The Student News Site of University of Arizona

The Daily Wildcat

65° Tucson, AZ

The Daily Wildcat

The Daily Wildcat


    Students show up at anti-tax ‘tea’ rally

    For many, the Fourth of July is a day to kick back, have some drinks and enjoy a fireworks display. However, this was not the case for the 5,000 gathered at Kennedy Park in South Tucson for the Tucson Tea Party’s first Independence Day Celebration.

    For them, the date had a much different meaning this year.

    “”Most college students treat Independence Day as just another excuse to party,”” said Fletcher Morgan, a business junior. “”I think that more young people need to treat today as a chance to voice what they think about the government.””

    The Tucson Tea Party’s first ever Independence Day Celebration was a unique occasion. It provided thousands of disgruntled Americans and many UA students with the opportunity to gather together and protest what they see as the government overstepping its bounds in terms of spending and taxation.

    “”The current presidential administration is implementing the largest tax hikes in American history,”” said Trent Humphrey, co-founder of the Tucson Tea Party. “”Increasing taxes and spending money on a Cap-and-Trade program is the last action our government should be taking in economically-troubled times.””

    President Barack Obama’s proposed cap-and-trade program on carbon emissions was quickly revealed to be the issue of utmost concern at the rally.

    “”I think it’s important that we pursue green fuel alternatives, but not if it’s going to destroy jobs and cost money that we don’t have,”” Morgan said.

    Almost everyone at the event seemed to share the view that over-taxation, spending and new regulation by our government will not produce a desperately-needed respite to the economic crisis.

    Tammy Bruce, a nationally-syndicated talk show host and the key-note speaker for the gathering, took it one step further in regards to the Obama administration’s policies on spending and the effect they will have on younger generations.

    “”It’s going to cost around $50,000 in new taxes over the next five years for college students,”” Bruce said. “”Are you willing to give someone a $50,000 check on the promise of them finding the Loch Ness Monster?””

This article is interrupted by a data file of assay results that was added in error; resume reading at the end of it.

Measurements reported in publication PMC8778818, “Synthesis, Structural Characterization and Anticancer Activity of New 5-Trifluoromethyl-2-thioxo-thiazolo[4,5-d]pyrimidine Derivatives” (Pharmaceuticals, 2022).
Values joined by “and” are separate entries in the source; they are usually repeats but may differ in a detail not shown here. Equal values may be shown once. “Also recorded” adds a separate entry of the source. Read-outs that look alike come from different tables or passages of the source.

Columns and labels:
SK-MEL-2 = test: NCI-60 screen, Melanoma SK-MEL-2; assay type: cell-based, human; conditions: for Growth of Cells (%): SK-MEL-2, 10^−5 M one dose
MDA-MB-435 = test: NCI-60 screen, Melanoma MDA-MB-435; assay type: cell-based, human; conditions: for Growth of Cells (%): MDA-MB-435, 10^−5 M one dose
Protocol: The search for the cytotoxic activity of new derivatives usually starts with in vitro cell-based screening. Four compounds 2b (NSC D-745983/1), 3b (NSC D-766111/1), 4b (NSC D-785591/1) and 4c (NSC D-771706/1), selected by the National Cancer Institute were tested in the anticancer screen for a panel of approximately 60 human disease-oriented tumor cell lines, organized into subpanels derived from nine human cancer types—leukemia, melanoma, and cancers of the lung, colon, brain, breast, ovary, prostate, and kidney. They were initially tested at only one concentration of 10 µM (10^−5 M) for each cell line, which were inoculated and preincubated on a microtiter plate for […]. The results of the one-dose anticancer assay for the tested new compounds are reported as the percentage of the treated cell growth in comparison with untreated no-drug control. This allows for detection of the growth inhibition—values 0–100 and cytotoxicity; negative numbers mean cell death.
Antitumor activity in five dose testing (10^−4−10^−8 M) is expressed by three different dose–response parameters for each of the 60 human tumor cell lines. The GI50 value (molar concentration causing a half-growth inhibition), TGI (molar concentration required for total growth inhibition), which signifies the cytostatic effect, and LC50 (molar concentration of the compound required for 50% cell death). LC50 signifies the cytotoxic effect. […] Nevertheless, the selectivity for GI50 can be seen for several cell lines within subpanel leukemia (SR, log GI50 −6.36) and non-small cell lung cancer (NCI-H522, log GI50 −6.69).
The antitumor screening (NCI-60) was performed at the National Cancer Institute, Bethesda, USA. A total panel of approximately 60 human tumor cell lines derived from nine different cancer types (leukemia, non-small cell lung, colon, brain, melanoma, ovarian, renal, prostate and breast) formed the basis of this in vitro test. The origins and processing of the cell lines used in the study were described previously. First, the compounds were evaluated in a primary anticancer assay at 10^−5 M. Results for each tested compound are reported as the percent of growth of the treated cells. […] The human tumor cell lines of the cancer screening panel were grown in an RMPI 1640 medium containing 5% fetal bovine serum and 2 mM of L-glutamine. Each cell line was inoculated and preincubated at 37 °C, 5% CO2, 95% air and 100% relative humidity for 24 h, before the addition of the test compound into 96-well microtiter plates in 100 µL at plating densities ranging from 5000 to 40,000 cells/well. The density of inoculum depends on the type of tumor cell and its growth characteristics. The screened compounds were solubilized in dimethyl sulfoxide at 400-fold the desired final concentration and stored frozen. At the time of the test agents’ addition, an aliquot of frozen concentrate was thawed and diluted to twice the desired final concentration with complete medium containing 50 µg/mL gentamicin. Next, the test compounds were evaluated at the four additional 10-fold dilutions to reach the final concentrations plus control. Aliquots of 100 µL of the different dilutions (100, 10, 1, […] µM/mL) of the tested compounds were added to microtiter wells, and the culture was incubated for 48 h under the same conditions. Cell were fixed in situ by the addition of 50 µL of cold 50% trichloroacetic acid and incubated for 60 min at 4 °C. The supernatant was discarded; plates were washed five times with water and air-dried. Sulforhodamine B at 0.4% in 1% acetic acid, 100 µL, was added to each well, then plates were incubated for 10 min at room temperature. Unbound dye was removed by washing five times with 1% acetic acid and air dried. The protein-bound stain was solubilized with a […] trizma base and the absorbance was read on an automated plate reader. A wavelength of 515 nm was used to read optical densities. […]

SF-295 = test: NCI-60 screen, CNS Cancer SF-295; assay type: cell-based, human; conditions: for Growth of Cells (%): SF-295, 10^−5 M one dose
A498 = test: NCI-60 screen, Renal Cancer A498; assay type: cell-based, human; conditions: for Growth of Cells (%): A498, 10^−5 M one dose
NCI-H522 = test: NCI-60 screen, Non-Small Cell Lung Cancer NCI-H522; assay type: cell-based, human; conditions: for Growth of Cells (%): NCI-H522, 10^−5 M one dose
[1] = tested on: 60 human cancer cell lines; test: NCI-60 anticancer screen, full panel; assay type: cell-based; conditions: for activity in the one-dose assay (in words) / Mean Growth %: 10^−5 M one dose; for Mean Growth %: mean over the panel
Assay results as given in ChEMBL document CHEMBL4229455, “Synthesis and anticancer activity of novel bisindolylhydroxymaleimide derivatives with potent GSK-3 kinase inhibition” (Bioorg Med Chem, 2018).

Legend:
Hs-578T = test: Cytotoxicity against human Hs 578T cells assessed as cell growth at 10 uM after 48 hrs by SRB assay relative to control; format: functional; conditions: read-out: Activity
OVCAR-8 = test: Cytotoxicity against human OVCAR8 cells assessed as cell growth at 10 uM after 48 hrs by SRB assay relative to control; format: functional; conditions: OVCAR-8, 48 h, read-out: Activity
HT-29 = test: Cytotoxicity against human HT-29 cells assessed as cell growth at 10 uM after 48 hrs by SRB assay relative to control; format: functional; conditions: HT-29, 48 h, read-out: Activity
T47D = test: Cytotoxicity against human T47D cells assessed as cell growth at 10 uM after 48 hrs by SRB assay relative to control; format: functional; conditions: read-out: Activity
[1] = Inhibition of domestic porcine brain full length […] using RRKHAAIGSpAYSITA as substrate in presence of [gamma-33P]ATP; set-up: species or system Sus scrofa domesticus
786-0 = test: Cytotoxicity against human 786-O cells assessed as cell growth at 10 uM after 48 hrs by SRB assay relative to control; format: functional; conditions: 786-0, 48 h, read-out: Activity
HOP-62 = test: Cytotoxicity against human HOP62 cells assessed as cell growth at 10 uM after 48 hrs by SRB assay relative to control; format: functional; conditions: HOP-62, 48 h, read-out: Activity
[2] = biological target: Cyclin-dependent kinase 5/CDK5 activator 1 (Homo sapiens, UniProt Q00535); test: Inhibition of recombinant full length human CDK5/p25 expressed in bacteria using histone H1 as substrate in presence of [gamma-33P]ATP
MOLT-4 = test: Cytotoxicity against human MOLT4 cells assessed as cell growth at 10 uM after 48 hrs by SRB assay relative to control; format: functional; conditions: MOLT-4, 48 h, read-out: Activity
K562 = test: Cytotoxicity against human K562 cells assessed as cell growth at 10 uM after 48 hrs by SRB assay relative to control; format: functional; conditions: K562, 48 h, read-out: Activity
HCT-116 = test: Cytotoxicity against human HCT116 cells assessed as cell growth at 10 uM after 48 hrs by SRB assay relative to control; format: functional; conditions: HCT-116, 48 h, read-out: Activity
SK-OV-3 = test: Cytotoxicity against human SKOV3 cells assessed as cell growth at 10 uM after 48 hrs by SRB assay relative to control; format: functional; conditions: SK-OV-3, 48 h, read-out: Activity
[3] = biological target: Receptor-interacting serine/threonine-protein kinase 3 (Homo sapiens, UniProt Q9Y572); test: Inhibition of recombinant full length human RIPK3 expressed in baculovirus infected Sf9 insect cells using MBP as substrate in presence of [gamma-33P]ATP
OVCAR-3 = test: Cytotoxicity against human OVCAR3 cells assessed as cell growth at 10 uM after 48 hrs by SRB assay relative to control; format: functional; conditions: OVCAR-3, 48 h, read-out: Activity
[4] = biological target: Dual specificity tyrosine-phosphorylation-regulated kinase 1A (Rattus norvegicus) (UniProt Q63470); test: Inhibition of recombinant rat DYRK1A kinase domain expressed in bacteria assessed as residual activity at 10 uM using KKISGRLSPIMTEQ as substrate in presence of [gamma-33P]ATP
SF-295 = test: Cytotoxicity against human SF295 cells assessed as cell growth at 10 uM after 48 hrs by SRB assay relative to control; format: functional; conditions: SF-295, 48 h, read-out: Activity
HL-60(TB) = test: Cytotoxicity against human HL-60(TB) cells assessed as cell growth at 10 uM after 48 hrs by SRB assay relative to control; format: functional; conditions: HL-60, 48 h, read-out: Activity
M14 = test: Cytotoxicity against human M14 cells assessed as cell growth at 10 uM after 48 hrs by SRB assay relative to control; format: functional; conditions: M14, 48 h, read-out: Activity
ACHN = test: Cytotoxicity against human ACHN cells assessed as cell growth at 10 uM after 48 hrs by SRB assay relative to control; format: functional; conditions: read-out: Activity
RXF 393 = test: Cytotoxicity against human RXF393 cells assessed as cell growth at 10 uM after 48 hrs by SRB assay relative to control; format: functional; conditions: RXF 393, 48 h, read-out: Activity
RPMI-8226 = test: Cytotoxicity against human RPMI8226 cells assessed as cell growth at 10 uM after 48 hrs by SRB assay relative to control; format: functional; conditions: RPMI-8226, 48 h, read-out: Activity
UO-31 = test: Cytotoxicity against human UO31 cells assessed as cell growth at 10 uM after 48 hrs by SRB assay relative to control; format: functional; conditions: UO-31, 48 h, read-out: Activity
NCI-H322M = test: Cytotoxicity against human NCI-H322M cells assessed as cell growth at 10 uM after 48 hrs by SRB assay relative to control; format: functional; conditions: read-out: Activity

Students who participated in the rally expressed their continuing concern about the threat of new taxes being implemented by the local and national government.

    “”Once the level of spending goes down, the Obama administration punishes the lowest class of people by raising taxes,”” said Kai Kaapro, a Russian studies senior.

    In addition, a serious problem that many younger participants in the rally pointed out was the apathy of college-aged Americans in regards to politics.

    “”Most young people take what they are told at face value, without looking into it,”” said Johnny Anderson, an elementary education senior and rally volunteer. “”I wrote a guide to the 2008 presidential elections, so my friends would really know who they were voting for.””

    Apart from volunteers like Anderson at the rally, most university students present were part of political activists groups such as the Pima County Young Republicans.

    “”Unfortunately I think that most college kids don’t care enough to get involved,”” said Jessica Drewry, an engineering junior and member of the Pima County Young Republicans.

    Whether events such as the Tucson Tea Party’s Fourth of July rally will draw more students into the political debate is still in question. However, the creators of the Tucson Tea Party see it as a step in the right direction.

    “”The only way to get people involved in their government is to rally together and express their views,”” Humphrey said. “”We will hopefully be having another rally in the near future.””

    More to Discover
    Activate Search